Can FIV positive and negative cats live together? Working at a free-roaming cat rescue had many perks but perhaps my favorite was watching the adoptable cats interact and play with each other. These cats were varied in their backgrounds, some were rescued outdoors while some were owner-surrendered, some were seniors while others were kittens, and some were diagnosed with feline immunodeficiency virus (FIV) while others were not.
FIV is a virus, similar to HIV, that impacts a cat’s immune system making them increasingly vulnerable to other illnesses. Years ago, FIV meant euthanasia for many cats brought to shelters and rescues. But as veterinarians and researchers learned more about the virus, opinions began to change about how to treat FIV positive cats.
Although the symptoms of FIV can be severe, FIV positive cats can live healthy lives for years after their diagnosis. The Cornell Feline Health Center estimates that the median survival time for a cat diagnosed with FIV is five years. Additionally, a study published in the Journal of Feline Medicine and Surgery found that the median survival time of FIV positive cats was not significantly different than FIV negative cats. In light of this, adopters can now find FIV positive cats readily available for adoption.
Cat rescues vary on how to house FIV positive cats in their care. FIV positive cats may be isolated or they may cohabitate with the other cats, such as at the rescue I had worked for.
Shelters and rescues may be hesitant to implement cohabitation policies between FIV positive and negative cats because FIV can be transmitted from cat to cat (it can not be transmitted to other animals or humans). The primary mode of the transmission of FIV is through bite wounds which can occur through fighting or mating. Less common, is the transmission of FIV from mother to kittens and from mating itself. Can FIV positive and negative cats live together?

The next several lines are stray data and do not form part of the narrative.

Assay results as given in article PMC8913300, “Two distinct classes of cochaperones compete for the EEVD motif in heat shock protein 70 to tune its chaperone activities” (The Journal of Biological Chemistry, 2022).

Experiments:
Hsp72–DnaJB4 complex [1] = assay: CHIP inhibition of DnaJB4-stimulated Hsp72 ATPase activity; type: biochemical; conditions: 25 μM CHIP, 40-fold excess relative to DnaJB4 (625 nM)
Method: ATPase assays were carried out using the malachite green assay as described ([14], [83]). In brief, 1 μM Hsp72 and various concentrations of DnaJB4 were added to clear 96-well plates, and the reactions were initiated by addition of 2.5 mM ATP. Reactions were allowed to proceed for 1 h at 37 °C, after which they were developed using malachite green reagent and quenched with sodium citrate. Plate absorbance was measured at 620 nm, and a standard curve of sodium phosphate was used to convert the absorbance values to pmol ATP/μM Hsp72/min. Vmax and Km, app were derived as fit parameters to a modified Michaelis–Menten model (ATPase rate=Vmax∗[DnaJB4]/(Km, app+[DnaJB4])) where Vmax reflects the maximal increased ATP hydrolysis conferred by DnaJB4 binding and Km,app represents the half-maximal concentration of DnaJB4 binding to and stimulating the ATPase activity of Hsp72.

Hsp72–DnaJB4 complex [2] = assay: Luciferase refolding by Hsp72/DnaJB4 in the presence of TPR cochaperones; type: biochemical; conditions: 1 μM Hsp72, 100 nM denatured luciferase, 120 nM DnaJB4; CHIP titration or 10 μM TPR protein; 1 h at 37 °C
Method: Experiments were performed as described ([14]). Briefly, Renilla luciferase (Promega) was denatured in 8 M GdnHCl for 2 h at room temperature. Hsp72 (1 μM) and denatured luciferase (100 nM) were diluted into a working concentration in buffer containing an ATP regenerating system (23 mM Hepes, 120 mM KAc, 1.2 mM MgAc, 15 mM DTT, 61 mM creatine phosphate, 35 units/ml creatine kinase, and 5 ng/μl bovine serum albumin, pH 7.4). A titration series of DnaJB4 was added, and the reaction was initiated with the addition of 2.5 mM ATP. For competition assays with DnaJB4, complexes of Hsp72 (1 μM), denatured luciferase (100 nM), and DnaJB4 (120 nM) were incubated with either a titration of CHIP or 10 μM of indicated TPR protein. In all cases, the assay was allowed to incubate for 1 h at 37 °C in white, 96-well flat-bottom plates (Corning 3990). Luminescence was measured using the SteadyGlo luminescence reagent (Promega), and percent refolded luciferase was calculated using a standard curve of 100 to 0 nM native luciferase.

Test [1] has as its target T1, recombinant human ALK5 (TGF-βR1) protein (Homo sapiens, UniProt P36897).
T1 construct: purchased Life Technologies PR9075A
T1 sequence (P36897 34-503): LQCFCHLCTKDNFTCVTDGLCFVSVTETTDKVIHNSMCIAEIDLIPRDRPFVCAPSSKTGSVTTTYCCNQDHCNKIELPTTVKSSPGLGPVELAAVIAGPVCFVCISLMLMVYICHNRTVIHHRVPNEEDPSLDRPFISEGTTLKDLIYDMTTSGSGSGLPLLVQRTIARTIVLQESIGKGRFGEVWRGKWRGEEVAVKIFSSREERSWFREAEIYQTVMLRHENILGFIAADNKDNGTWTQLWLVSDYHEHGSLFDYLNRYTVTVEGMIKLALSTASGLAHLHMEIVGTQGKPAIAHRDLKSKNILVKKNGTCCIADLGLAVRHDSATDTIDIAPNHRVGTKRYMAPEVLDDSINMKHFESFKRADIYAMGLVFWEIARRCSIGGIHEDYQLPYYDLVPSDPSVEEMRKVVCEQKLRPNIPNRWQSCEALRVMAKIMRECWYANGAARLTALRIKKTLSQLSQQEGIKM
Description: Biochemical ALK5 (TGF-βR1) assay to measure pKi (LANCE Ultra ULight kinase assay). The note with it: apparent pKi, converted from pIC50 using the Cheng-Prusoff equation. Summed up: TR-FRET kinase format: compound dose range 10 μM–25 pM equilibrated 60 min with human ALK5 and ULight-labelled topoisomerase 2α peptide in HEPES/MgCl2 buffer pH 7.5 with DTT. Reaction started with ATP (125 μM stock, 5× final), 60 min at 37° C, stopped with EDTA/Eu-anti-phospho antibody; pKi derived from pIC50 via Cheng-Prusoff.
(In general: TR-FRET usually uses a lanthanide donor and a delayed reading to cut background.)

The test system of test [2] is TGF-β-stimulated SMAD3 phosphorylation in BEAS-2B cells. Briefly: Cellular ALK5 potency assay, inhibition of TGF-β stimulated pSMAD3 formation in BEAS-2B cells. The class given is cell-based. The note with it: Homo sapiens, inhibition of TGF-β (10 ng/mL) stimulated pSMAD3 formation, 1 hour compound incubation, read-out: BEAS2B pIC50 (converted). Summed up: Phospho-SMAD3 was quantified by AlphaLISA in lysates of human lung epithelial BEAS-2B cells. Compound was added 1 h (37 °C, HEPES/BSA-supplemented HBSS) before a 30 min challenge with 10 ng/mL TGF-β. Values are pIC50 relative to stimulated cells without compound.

Cats who are not sterilized are at an increased risk of fighting and mating with other cats, which is why free-roaming, aggressive male cats are the most frequently infected. Shelters and rescues regularly mandate that all cats in their care have to be sterilized, which greatly reduces the risk of transmission by controlling testosterone and desires to fight over territory and mates.
This does not mean there is no chance of transmission between FIV positive and negative cats. Sterilized cats may still fight each other but rarely do these interactions result in forceful biting and open wounds.
A 2014 study published in The Veterinary Journal examined the transmission of FIV between 138 cohabitating cats and found no evidence of transmission despite years of close contact. The cats living together engaged in grooming and sporadic fighting and shared food bowls, litter boxes and bedding. This study is in line with three previous studies which also found no transmission of FIV between positive and negative cats.
However, a 2000 study published in The Veterinary Record found that six FIV negative cats became infected while living with FIV positive cats over a ten-year period.
Allowing FIV positive and negative cats to live together is not universally accepted in the animal welfare field. Some professionals still advise against the practice. Those who are in favor of the practice emphasize that the risk of transmission is low and that animal owners can monitor their cat’s behavior to ensure aggressive fighting is not occurring.